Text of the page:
Swine Day, 2010; Kansas Agricultural Experiment Station contribution; no. 11-016-S; Report of progress (Kansas State University. Agricultural Experiment Station and Cooperative Extension Service); 1038; Swine; Nursery pig; Vomitoxin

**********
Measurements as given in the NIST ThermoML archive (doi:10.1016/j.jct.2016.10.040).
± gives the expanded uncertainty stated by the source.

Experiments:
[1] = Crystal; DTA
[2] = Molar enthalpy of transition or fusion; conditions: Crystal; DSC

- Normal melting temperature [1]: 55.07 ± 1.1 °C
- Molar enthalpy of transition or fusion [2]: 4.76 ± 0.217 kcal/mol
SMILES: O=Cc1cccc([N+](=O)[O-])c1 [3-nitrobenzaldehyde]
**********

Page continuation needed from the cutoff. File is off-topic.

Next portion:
A total of 340 barrows (PIC 1050, initially 25.7 lb ± 0.2 lb BW and 35 d of age) were used in a 28-d growth trial examining the effects on nursery pig growth performance of adding Biomin Product A (Biomin; Herzogenburg, Austria) to diets contaminated with deoxynivalenol (DON), or vomitoxin on nursery pig growth performance. Also, 5% water was added in a diet with Biomin Product A as a means of potentially enhancing the activity of the product. Pigs were allotted to pens by weight, and pens were assigned to 1 of 8 treatments in a randomized complete block design with location in the barn serving as the blocking factor. There were 9 replications per treatment (pens) and 4 to 5 pigs per pen. Initial mycotoxin analyses were conducted on the primary ingredients at Romer Labs5 and served as the basis of diet formulation. Eight dietary treatments were formulated to contain: (1) no vomitoxin or Biomin Product A, (2) 1.5 ppm vomitoxin and no Biomin Product A, (3) 1.5 ppm vomitoxin and 0.15% Biomin Product A (3 lb/ton), (4) 1.5 ppm vomitoxin and 0.30% Biomin Product A (6 lb/ton), (5) 3.0 ppm vomitoxin and no Biomin Product A, (6) 3.0 ppm vomitoxin and 0.30% Biomin Product A (6 lb/ton), (7) 3.0 ppm and 0.45% Biomin Product A (9 lb/ton), and (8) 3.0 ppm vomitoxin and 0.45% Biomin Product A with 5% water added to the diet. Dried distillers grains with solubles containing vomitoxin were used to increase concentrations in the treatment diets. After feed manufacturing, ingredients and diets were analyzed at Romer Labs and NDSU6. DON levels for the low- (1.5 ppm) and high- (3.0 ppm) vomitoxin diets were determined to average 2.5 and 5.2 ppm, respectively. Experimental diets were fed in meal form from d 0 to 21, and a common diet was fed from d 21 to 28 to evaluate performance immediately after removing vomitoxin from the diet. Overall (d 0 to 21), pigs fed high-vomitoxin diets had decreased (P < 0.01) ADG and ADFI compared to pigs fed diets lower in DON concentration. Adding Biomin Product A to diets containing vomitoxin had no effect (P > 0.24) on ADG; however, adding Biomin Product A to low-vomitoxin diets increased (quadratic, P < 0.01) ADFI, resulting in poorer (quadratic, P < 0.01) F/G. Furthermore, there were no differences (P > 0.39) in performance or feed efficiency when 5% water was added to the diet containing Biomin Product A. In conclusion, adding Biomin Product A to the diet did not improve nursery pig performance during the 3-week period during which diets containing low or high concentrations of vomitoxin were fed.; Swine Day, Manhattan, KS, November 18, 2010

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